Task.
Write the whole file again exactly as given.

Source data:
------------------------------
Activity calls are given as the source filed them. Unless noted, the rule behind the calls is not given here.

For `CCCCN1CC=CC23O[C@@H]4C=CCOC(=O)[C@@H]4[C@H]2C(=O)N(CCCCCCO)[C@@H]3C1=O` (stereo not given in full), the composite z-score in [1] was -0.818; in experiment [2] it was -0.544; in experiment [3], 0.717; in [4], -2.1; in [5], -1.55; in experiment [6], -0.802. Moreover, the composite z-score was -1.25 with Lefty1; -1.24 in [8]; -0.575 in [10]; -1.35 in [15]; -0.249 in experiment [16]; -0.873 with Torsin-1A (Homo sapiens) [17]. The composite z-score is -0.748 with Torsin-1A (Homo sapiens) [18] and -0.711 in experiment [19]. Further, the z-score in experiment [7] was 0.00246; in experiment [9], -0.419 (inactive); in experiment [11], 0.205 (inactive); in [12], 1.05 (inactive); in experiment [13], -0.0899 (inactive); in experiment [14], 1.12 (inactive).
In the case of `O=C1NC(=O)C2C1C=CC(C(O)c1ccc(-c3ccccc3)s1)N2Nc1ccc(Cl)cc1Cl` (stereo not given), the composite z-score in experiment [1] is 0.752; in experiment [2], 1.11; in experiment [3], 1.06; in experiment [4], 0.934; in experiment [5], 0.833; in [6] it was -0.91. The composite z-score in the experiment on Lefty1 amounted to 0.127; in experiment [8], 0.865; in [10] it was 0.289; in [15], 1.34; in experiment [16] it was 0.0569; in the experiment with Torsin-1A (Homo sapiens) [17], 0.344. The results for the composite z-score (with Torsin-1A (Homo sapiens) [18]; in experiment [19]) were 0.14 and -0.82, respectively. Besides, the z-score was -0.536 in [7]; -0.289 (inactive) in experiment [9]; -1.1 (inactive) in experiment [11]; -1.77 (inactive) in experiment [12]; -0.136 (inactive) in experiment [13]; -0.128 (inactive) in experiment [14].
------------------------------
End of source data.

Activity calls are given as the source filed them. Unless noted, the rule behind the calls is not given here.

For `CCCCN1CC=CC23O[C@@H]4C=CCOC(=O)[C@@H]4[C@H]2C(=O)N(CCCCCCO)[C@@H]3C1=O` (stereo not given in full), the composite z-score in [1] was -0.818; in experiment [2] it was -0.544; in experiment [3], 0.717; in [4], -2.1; in [5], -1.55; in experiment [6], -0.802. Moreover, the composite z-score was -1.25 with Lefty1; -1.24 in [8]; -0.575 in [10]; -1.35 in [15]; -0.249 in experiment [16]; -0.873 with Torsin-1A (Homo sapiens) [17]. The composite z-score is -0.748 with Torsin-1A (Homo sapiens) [18] and -0.711 in experiment [19]. Further, the z-score in experiment [7] was 0.00246; in experiment [9], -0.419 (inactive); in experiment [11], 0.205 (inactive); in [12], 1.05 (inactive); in experiment [13], -0.0899 (inactive); in experiment [14], 1.12 (inactive).
In the case of `O=C1NC(=O)C2C1C=CC(C(O)c1ccc(-c3ccccc3)s1)N2Nc1ccc(Cl)cc1Cl` (stereo not given), the composite z-score in experiment [1] is 0.752; in experiment [2], 1.11; in experiment [3], 1.06; in experiment [4], 0.934; in experiment [5], 0.833; in [6] it was -0.91. The composite z-score in the experiment on Lefty1 amounted to 0.127; in experiment [8], 0.865; in [10] it was 0.289; in [15], 1.34; in experiment [16] it was 0.0569; in the experiment with Torsin-1A (Homo sapiens) [17], 0.344. The results for the composite z-score (with Torsin-1A (Homo sapiens) [18]; in experiment [19]) were 0.14 and -0.82, respectively. Besides, the z-score was -0.536 in [7]; -0.289 (inactive) in experiment [9]; -1.1 (inactive) in experiment [11]; -1.77 (inactive) in experiment [12]; -0.136 (inactive) in experiment [13]; -0.128 (inactive) in experiment [14].